MAKING THE BUILDING CODE WORK FOR COB
The Uniform Building Code (UBC), used in most areas of the Western United States, does not currently recognize cob as an approved method of building. Consequently, to get a building permit, anyone wishing to build with cob in areas governed by the UBC must either ignore the code or shoehorn their cob design into something that is not cob. This situation also holds true in most areas in which other building codes are in force. Avoiding the building code may Work for some cob builders, For millions of other potential cob builders. avoidance is not an option. The code is a barrier between these people and what they wish to build. This is a problem that must be solved if cob is to become a widely accepted means of building.
The solution is obvious: CHANGE THE CODE!!!!
The best way to do this, to change the code and make it work for cob, is to create a new section for the cone which deals specifically with cob. This will allow building departments to use the code to recognize cob and deal with it on the basis of what it actually is. There is a process for amending the current code that is available to anyone. One simply submits a proposed code amendment to the ICBO. All such amendment proposals are reviewed in an annual process, and if the claims made or implied by the proposed code change can be substantiated, the amendment will be accepted, and will become a part of the next published code (new editions occur at approximately three-year intervals). The key to success is the ability of the proposal to survive the scrutiny of the review process.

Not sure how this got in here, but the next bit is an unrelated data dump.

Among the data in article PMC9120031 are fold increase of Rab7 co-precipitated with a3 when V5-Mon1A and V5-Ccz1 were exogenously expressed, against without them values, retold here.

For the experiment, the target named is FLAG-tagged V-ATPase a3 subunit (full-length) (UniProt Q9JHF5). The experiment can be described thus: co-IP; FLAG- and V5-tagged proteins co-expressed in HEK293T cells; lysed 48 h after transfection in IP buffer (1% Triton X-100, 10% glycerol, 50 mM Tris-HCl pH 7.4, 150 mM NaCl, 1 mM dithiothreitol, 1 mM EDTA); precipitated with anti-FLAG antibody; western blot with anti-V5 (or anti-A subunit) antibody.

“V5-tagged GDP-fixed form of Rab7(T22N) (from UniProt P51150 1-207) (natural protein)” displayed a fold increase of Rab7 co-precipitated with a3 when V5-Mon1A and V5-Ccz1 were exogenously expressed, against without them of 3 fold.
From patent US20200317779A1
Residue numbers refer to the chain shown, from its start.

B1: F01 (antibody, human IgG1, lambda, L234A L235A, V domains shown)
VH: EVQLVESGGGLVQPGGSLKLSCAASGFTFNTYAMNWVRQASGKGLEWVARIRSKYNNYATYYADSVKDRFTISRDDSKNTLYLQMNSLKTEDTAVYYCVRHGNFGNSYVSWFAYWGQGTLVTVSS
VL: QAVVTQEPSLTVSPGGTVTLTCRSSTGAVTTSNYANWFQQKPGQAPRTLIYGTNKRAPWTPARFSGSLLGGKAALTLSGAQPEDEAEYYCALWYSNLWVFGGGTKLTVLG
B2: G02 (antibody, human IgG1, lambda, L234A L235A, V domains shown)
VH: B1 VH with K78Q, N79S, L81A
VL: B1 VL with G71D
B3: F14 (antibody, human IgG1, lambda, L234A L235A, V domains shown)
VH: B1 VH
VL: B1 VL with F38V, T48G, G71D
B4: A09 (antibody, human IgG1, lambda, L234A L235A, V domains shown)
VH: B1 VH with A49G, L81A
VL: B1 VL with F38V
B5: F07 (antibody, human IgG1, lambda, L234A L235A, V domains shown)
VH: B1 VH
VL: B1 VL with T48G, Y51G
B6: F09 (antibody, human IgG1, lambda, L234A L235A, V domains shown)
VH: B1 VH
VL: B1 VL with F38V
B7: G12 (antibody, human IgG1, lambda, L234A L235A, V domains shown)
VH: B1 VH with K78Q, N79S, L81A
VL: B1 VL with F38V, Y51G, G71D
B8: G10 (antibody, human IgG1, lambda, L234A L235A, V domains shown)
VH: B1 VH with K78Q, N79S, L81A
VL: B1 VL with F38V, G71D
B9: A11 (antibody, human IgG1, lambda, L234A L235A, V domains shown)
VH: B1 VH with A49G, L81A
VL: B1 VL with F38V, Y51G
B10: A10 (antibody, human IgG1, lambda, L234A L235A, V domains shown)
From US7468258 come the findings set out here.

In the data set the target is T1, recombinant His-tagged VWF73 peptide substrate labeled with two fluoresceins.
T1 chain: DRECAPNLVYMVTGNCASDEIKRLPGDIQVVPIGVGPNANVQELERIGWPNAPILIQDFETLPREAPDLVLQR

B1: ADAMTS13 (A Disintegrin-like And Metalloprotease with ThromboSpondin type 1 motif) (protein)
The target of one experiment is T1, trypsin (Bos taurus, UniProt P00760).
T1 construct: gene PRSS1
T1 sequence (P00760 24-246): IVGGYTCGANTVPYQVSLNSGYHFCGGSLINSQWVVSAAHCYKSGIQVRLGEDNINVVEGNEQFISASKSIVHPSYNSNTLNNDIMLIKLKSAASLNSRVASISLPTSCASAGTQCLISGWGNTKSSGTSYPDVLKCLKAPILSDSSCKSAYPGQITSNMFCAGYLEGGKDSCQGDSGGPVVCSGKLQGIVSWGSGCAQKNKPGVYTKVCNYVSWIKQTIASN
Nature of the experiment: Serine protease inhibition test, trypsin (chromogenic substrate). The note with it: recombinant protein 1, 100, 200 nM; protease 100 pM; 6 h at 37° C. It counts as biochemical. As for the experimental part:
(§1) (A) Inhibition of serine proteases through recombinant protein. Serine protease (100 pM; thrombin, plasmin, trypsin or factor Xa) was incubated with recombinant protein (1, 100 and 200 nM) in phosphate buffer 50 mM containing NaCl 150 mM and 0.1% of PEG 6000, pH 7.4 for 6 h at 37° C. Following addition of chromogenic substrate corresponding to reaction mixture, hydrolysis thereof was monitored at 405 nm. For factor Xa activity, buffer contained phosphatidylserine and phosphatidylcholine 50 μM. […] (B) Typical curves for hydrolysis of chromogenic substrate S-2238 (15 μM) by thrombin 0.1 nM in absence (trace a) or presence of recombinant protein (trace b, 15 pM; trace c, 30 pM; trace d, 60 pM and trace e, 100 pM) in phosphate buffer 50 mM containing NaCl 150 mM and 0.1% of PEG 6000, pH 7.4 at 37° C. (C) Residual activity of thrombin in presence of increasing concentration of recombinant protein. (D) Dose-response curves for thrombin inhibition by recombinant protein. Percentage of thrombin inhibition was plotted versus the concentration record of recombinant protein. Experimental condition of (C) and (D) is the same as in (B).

To write a new cob section for the UBC, a program of basic research must be undertaken. Cob as a structural system needs to be subjected to a rigorous series of accurate tests which measure the nature, strength, and performance of cob as a building material and technique. A set of realistic cob construction standards with hard data to back them up can then be developed and used to form the basis of a reliable and believeable cob section for the UBC. The purpose of this testing will not be to negate any of the hard-won empirical knowledge about cob we now have, but rather to put measured truth to it. Nor will such testing deny the spirit and magic of cob. It will simply deal with the hard fact that when cob can be factually shown to withstand the various forces that affect buildings it can then be accepted into the building code.
For a cob testing program to be acceptable to code authorities it needs to be done within a sanctioned testing facility. Adequate funding is critical to making this happen. A relationship with a nonprofit organization interested in helping make a cob code happen needs to be established. sources of funding need to be found. I have drafted a PROPOSED COB TESTING PROGRAM as a beginning vehicle in the search for funding. Can you help to make this happen? Do you know of possible funding sources that would be interested in cob or sustainable natural building? Are you or do you know of a structural engineer or building official who is interested in earthen construction? Or do you know any other people who might be interested or want to help? If any of this speaks to you and you would like to become involved please contact:
COB CODE PROJECT c/o John Fordice 1828 Fifth Street Berkeley, Ca. 94710, (510) 549-1033 phone/fax